Quote of the week

Regard must be had to the higher standard of conduct expected from public officials, and the number of falsehoods that have been put forward by the Public Protector in the course of the litigation.  This conduct included the numerous “misstatements”, like misrepresenting, under oath, her reliance on evidence of economic experts in drawing up the report, failing to provide a complete record, ordered and indexed, so that the contents thereof could be determined, failing to disclose material meetings and then obfuscating the reasons for them and the reasons why they had not been previously disclosed, and generally failing to provide the court with a frank and candid account of her conduct in preparing the report. The punitive aspect of the costs order therefore stands.

KHAMPEPE J and THERON J
Public Protector v South African Reserve Bank (CCT107/18) [2019] ZACC 29 (22 July 2019)
1 October 2008

Parliament back from the dead

I was quite surprised to read that the African National Congress (ANC) in Parliament has rejected the unit proposed by the South African Police Service (SAPS) to replace the Scorpions, although it remains committed to replacing the elite unit and has ordered the bills to be redrafted. They have proposed five possible models instead of the current Bill before Parliament.

The five models are:

n To retain the Scorpions but to rid it of the flaws that have been identified. Prosecutors investigating and prosecuting in court is one of the ANC’s principle objections.

n To have a separate, independent organised crime unit under the authority of the safety and security minister.

n To stick to the model proposed by the SAPS Amendment Bill for the creation of a directorate for priority crimes investigation (DPCI).

n An improved DPCI. The new unit will not simply be the amalgamation of the SAPS organised crime unit with the Scorpions but a more complex arrangement of a unit in the SAPS.

n To create a new ministry of priority crimes where the new unit would be located.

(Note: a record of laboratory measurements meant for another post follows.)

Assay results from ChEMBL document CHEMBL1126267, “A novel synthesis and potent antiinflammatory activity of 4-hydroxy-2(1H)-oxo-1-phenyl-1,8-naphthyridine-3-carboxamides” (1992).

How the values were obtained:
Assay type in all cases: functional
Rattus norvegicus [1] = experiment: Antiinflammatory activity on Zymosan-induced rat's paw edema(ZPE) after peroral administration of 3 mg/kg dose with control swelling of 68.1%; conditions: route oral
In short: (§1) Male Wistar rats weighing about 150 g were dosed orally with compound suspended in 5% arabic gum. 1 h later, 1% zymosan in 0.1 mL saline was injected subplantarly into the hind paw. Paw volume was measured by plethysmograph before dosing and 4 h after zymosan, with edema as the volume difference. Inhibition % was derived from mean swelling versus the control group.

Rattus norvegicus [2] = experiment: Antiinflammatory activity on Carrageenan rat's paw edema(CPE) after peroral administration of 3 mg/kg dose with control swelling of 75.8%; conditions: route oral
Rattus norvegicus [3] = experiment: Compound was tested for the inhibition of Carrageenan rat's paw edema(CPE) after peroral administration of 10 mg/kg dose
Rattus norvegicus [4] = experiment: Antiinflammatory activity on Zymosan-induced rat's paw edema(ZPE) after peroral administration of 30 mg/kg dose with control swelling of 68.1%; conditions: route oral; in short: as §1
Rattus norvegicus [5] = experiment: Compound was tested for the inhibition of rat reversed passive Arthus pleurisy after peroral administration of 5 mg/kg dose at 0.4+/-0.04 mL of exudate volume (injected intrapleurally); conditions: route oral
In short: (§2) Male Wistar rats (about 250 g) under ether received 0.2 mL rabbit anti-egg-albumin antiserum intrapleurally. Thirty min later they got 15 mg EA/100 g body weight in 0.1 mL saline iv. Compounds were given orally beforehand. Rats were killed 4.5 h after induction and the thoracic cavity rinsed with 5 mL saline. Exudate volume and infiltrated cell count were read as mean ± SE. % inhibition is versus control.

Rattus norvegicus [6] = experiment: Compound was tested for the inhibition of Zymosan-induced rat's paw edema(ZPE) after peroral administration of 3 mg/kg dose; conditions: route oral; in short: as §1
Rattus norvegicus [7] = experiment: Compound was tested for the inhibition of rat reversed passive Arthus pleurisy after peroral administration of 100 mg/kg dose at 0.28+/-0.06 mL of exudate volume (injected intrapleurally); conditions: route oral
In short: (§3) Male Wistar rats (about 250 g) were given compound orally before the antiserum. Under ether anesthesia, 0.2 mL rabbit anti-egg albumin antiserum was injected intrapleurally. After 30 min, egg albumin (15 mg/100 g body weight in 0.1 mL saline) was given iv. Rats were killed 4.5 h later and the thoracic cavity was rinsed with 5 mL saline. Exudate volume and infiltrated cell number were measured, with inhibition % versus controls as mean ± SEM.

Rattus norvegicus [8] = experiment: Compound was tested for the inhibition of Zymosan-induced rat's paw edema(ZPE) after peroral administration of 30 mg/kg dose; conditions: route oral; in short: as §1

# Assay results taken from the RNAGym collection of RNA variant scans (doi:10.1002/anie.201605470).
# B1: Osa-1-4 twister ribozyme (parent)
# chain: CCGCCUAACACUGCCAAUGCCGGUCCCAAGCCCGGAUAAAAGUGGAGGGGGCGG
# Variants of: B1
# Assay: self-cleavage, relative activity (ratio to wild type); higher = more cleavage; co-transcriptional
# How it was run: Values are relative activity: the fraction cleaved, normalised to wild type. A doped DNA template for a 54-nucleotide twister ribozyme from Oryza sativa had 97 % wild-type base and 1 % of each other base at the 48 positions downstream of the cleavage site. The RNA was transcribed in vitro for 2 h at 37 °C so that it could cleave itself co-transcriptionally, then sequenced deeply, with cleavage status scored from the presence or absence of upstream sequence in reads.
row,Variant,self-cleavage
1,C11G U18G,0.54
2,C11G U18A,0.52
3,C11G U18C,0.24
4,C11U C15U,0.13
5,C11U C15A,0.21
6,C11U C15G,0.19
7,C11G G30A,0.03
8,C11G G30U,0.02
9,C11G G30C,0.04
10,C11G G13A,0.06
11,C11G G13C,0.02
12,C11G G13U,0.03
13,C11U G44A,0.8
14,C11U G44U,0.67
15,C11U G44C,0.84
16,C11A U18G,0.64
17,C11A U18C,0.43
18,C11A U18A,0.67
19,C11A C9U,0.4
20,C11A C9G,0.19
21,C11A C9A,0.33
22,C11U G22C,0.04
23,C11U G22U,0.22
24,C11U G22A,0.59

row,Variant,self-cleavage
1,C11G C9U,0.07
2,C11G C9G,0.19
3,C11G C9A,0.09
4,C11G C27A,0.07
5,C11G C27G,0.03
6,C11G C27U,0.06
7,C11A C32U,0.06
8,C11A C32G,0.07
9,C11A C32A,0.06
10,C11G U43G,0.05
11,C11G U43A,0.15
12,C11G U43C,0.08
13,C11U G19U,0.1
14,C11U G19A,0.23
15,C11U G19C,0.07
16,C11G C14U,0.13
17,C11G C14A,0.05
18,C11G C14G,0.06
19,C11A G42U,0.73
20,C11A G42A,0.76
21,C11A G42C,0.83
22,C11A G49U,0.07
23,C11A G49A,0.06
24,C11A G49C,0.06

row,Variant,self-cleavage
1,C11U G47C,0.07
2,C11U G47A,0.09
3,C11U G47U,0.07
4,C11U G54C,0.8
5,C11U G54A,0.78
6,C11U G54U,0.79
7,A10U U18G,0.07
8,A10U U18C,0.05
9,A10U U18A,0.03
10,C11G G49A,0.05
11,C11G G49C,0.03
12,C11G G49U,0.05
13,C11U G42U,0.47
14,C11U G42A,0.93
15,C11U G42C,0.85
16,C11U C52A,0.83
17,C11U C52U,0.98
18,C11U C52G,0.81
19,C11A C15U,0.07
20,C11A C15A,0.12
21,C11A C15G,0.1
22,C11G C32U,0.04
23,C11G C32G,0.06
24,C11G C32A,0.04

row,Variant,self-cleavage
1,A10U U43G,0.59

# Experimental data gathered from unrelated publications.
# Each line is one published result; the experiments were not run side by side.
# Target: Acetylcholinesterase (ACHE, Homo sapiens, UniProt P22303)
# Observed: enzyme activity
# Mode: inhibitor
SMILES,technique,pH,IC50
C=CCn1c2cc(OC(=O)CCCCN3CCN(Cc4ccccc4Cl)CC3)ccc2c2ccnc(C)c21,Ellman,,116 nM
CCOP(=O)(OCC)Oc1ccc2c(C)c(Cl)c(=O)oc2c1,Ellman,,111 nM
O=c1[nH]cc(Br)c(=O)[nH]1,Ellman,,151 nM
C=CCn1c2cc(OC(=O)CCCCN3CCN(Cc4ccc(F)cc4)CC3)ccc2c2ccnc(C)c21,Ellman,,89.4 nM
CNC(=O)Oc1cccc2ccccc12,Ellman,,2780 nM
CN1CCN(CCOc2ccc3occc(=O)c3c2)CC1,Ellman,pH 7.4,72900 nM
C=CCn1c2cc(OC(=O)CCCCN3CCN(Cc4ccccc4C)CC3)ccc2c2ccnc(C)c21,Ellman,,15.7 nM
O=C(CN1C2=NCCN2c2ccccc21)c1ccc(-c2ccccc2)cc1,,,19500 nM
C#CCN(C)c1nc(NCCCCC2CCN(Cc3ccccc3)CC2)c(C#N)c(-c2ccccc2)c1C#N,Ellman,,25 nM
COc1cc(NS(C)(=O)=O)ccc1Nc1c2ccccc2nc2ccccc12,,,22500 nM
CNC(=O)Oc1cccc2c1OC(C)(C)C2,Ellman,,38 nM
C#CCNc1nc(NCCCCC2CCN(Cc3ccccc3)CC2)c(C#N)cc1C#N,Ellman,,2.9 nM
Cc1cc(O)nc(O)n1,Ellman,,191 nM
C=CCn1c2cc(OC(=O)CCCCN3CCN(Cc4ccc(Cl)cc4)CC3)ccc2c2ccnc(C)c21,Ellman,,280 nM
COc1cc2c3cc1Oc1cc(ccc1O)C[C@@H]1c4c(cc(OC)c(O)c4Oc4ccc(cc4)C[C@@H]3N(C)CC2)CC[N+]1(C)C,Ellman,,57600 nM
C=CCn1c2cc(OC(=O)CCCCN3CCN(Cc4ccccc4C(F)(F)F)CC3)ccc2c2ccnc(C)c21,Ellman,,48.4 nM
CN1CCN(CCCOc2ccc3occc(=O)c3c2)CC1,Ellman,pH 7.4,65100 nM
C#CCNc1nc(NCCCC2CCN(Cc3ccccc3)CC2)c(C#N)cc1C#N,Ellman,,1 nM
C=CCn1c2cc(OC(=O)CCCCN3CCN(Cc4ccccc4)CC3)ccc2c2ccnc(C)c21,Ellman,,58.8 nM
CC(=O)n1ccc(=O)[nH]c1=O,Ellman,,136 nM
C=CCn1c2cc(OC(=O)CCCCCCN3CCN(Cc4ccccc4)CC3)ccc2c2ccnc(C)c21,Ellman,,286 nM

This bold move by Parliament seems to suggest that there is a fluidity within the ANC in Parliament created by the divisions between Thabo Mbeki’s supporters and the incoming Jacob Zuma factions within the ANC. It is refreshing to see that Parliament is actually doing its job and subjecting draft legislation to the rigorous process of analysis and critique.

The move by the relevant portfolio committee also means that the disbanding of the Scorpions is going to take a bit longer than expected (as most of us said before) and that something might still be salvaged from the extremely short sighted decision taken by the delegates at Polokwane to disband the one unit which have had some success in fighting organised crime and corruption.

I always said that if there was anything wrong with the Scorpions it was not the legislation – which created very explicit political oversight mechanisms which was supposed to be run by the former Minister of Justice. Unfortunately she never really was awake for long enough to implement the clear provisions of the act which allows a ministerial committee to set guidelines for how and when the Scorpions had to investigate.

It will be interesting to see how the NEC of the ANC reacts to this newfound independence of the ANC MPs. They might not want to be to forceful on this because the party is so fragile and the talk of a split or the forming of a new party so loud, that they might wisely decide to let Parliament do its work unhindred. One thing is for sure, I can imagine some members of the NEC being very, very unhappy with this move by ANC Parliamentarians.

We may see some more fireworks in the party despite all the claims of unity.

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